1. You will leave the OR with surgical drains in place. These drains are necessary to evacuate the bloody fluid that is expected to form beneath the skin after this type of surgery. These drains will stay in place until Dr. Hendrick determines that the drainage output has diminished enough for removal—typically one to two weeks. Until then you will need to care for the drain. Drain care consists of ensuring the drain bulb holds suction, emptying the drain bulb whenever it is full, occasionally “stripping” the drain line to remove small clots in it, and keeping the drain wound clean and covered. We will show you how to do these simple tasks.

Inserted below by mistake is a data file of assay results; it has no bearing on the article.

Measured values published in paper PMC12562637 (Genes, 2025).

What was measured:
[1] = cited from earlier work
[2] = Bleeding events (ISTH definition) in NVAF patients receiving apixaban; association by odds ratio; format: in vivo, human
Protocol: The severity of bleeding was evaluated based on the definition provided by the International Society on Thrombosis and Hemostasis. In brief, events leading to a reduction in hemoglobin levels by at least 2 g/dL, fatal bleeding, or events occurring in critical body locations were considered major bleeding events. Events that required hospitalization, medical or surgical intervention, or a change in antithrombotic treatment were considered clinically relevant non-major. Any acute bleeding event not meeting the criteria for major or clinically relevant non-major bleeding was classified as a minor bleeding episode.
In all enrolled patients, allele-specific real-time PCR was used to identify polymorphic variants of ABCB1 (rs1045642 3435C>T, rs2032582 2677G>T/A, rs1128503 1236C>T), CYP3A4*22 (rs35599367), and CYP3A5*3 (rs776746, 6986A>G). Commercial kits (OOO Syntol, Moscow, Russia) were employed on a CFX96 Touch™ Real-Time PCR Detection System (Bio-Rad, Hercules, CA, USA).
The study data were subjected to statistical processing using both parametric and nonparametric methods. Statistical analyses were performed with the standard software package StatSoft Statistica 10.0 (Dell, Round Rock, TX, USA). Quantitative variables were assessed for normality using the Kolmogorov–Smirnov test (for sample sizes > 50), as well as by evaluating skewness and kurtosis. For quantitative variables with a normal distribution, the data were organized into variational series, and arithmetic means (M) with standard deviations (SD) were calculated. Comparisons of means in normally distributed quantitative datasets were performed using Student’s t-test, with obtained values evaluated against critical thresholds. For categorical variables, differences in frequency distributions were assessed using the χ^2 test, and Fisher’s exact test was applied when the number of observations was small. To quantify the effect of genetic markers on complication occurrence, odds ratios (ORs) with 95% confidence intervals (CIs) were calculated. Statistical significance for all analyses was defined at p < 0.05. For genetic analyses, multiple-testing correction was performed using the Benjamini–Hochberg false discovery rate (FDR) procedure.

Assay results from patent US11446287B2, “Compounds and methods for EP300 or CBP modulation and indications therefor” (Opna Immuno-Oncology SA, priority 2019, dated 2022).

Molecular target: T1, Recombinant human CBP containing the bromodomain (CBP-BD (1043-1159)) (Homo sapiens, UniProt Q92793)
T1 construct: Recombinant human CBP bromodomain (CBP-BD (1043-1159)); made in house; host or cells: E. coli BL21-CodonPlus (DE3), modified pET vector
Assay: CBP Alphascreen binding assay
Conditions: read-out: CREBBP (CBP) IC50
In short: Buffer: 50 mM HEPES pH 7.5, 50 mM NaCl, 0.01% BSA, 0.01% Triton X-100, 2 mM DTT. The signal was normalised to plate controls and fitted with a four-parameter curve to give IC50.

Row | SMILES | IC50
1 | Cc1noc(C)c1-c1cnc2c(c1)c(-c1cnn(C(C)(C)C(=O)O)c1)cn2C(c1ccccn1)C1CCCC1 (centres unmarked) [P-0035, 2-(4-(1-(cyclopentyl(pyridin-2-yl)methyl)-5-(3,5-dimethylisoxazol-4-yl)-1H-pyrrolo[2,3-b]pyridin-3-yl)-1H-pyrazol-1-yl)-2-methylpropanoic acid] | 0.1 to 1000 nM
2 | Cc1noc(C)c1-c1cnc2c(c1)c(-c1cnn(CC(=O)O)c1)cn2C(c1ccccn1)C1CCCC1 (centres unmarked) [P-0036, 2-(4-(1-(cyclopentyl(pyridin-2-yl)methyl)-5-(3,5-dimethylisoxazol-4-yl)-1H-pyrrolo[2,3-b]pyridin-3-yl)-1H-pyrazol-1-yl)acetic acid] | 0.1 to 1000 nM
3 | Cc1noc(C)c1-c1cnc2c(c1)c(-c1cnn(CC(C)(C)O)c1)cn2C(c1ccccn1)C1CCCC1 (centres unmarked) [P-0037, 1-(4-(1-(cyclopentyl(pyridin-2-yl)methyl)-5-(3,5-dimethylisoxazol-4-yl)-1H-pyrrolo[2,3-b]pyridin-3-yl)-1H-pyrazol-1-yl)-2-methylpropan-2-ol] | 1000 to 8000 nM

2. You MUST have someone available to drive you home after surgery! It is also MANDATORY that you have someone stay with you the day and first night of surgery! We will NOT perform surgery it these arrangements have not been made.
3. Because abdominoplasty is a major operation done on an outpatient basis, it is very important that you have another responsible person available to care for you and assist you for the first several days after your surgery.
4. It is normal for patients to become light-headed when rising from a sitting or lying position. You may also become very light-headed when you remove your garments. Please have someone help you the first time.